The dissent agreed with that flaw too, but because it also found a due process violation, it wouldn’t have sent the case back. Instead, it would have annulled the determination and ended the matter altogether.

Now, Jacobson will have a chance to go back before the Board for a new hearing in the charges, which may be of little comfort to him if he is again denied a chance to have the accuser questioned.

The right of cross examination issue in sexual assault disciplinary hearings is a hard and interesting one. There are certainly important interests on both sides, and I haven’t done enough research to know how those interests should be balanced.

It’s the kind of issue that should be heard by the Court of Appeals so there is a single rule to be applied statewide, but that won’t happen quite yet, unless the Third Department dissenters grant Jacobson leave to appeal. Without an Appellate Division leave grant, the Court of Appeals can’t hear the issue in this case because the remand for a new administrative hearing renders the Appellate Division order nonfinal. It seems to me, though, that this would be a good companion case to Haug, which is now fully submitted before the Court of Appeals. I can’t imagine it will be long before the Court is asked to address the question.

The Appellate Division, Third Department order can be found here.

Fourth Department Affirms Class Certification for Buffalo Jills in Case Against NFL, Bills

In Ferrari v The National Football League, four former members of the Buffalo Jills, the Bills’ cheerleading squad, brought a proposed class action against the NFL, the Bills, and their employer alleging that they weren’t paid for hundreds of hours of work because they were “deliberately misclassified as independent contractors rather than employees.” The Jills’ complaint can be found here.  This suit came on the heels of similar cases brought against the Raiders, Bengals, and 49ers by the teams’ cheerleading squads.  While those cases were either settled (Raiders and Bengals) or dismissed (49ers), the Buffalo Jills case has gone forward.

The latest fight in the case was over class certification, basically, whether the four named plaintiffs in the Jills case can represent the interests and press the wage claims on behalf of all of the current and former members of the Jills as a whole.  Class certification is a key point in a case like this.  If a class is certified, the plaintiffs will have a much stronger position to negotiate a settlement of the case and likely for more money.  If the court doesn’t think the interests are sufficiently similar, however, and all of the plaintiffs are made to bring and prove their own harms and damages, the NFL and Bills would be in a much stronger position.  It’s far less likely that individual Jills will hire their own attorneys and pay to litigate a case for what could end up being a small amount of damages. So, without class certification, many proposed class actions end up being dismissed.  The juice just wouldn’t be worth the squeeze at that point.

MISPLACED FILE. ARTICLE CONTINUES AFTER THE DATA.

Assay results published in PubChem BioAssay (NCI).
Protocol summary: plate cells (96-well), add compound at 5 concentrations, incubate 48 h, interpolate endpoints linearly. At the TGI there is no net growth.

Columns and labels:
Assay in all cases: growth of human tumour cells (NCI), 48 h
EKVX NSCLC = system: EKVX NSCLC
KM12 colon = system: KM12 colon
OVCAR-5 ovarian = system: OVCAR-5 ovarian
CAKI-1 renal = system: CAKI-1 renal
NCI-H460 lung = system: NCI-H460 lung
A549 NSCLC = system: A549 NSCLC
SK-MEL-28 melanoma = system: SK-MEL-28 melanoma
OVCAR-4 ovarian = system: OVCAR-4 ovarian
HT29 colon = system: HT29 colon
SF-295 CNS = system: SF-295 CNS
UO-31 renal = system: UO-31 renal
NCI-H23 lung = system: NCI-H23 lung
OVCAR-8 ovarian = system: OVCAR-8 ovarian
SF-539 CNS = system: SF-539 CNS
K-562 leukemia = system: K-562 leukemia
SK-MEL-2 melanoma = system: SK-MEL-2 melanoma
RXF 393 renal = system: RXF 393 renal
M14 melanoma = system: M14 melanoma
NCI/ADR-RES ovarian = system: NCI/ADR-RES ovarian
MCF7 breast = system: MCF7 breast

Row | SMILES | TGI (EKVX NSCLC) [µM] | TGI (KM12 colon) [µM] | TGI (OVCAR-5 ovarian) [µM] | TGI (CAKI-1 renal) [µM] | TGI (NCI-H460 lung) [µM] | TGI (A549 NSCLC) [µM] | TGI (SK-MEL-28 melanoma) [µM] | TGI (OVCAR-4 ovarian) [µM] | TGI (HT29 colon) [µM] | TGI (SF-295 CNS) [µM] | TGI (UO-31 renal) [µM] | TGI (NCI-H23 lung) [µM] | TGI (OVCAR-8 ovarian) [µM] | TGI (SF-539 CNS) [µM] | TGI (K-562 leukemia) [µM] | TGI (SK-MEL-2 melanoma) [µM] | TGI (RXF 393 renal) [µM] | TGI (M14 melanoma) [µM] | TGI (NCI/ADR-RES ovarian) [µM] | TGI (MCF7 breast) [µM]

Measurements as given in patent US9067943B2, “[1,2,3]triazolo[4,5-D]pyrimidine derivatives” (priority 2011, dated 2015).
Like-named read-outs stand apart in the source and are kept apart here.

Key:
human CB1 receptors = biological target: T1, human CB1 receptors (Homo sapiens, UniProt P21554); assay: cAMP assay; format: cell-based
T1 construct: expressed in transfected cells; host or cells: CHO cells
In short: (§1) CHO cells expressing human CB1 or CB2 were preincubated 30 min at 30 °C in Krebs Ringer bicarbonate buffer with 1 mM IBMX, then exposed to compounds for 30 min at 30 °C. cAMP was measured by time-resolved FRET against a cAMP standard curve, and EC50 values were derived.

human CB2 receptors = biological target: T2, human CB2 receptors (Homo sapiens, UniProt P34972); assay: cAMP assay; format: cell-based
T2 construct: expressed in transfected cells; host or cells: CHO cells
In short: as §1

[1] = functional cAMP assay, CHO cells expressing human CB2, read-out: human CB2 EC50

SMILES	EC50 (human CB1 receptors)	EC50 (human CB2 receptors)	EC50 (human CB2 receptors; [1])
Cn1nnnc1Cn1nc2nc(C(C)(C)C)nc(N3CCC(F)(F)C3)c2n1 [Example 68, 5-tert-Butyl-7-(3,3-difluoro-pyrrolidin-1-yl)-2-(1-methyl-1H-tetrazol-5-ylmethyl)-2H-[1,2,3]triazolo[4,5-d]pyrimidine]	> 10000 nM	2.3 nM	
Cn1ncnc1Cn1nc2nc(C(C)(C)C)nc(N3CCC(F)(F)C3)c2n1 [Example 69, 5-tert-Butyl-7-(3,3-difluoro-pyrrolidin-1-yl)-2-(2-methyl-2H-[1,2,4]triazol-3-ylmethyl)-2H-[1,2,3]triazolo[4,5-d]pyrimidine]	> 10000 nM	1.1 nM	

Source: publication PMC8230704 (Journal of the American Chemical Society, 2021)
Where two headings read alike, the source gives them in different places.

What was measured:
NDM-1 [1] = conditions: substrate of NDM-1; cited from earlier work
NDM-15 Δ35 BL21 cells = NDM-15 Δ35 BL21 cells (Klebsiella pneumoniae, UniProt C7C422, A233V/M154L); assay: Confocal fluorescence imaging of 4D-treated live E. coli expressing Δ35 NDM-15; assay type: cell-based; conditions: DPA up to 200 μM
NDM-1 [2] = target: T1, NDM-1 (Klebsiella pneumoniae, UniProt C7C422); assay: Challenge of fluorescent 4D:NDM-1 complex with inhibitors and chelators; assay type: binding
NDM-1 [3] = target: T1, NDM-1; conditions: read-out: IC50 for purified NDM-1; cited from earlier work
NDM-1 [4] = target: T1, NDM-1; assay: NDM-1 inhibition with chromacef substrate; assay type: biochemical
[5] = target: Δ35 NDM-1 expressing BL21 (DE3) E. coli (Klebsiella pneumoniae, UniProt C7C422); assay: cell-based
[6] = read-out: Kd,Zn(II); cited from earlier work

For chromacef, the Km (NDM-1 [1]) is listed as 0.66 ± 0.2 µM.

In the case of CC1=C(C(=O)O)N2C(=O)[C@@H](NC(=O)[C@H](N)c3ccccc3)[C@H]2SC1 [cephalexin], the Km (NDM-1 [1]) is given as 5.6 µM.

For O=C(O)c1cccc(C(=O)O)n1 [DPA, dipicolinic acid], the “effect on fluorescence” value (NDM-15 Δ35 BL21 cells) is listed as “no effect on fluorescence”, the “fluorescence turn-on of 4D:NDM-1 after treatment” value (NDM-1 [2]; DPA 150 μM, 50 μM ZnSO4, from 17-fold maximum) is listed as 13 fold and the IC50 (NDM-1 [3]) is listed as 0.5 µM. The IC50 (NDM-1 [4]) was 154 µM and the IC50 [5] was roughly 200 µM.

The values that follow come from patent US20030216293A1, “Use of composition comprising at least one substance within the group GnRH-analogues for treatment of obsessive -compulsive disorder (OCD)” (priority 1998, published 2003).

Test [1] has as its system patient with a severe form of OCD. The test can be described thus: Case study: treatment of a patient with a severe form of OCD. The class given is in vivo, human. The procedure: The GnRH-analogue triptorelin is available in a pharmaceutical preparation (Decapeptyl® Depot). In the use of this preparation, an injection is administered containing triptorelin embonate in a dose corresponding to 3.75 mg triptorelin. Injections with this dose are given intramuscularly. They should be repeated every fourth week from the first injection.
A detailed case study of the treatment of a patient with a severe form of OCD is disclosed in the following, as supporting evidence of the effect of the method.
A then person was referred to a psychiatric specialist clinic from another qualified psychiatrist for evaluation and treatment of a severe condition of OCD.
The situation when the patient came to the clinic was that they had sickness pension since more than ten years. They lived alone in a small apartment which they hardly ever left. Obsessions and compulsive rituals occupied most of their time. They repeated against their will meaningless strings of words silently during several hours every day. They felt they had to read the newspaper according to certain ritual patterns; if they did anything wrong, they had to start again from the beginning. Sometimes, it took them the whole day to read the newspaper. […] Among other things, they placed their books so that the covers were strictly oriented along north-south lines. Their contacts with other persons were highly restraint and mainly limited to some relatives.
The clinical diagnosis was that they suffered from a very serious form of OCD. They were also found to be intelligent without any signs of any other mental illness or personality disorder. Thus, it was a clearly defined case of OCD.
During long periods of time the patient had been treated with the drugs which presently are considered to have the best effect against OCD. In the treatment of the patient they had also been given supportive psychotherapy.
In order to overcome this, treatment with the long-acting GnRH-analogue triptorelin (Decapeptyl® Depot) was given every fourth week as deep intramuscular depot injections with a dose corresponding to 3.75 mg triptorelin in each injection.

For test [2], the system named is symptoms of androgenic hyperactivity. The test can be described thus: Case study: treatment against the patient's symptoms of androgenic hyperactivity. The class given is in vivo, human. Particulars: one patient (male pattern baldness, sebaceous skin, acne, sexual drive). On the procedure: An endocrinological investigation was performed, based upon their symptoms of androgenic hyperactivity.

In the Jills case, Supreme Court, Erie County held that the Jills’ claims had common questions—whether they were improperly classified as independent contractors instead of employees, and thus were denied wages they should have been paid for appearances in the community—and there were enough affected individuals that the case would be better tried as a class action. Recognizing that this was a pivotal issue in the case, the NFL and Bills appealed.

The Appellate Division, Fourth Department, however, affirmed the class certification order, holding that all five requirements for class certification under CPLR 901(a) had been met.  These are the five requirements that the Court looked at:

a. One or more members of a class may sue or be sued as representative parties on behalf of all if:
1. the class is so numerous that joinder of all members, whether otherwise required or permitted, is impracticable;
2. there are questions of law or fact common to the class which predominate over any questions affecting only individual members;
3. the claims or defenses of the representative parties are typical of the claims or defenses of the class;
4. the representative parties will fairly and adequately protect the interests of the class; and
5. a class action is superior to other available methods for the fair and efficient adjudication of the controversy.

Particularly, the Court held that “the common questions include whether the putative class members were employees or independent contractors and whether defendants failed to pay them in accordance with the law, and we conclude that those questions  predominate over individual questions of damages” (Opn, at 3). The Court also noted that the claims of the four named plaintiffs were the same as the potential class members, and that the named plaintiffs can adequately protect the interests of the rest of the class.  Finally, the Court held that the class action was the preferable means of litigating these claims against the NFL and Bills because “this is a case where the cost of prosecuting individual actions would deprive many of the putative class members of their day in court” (Opn, at 4).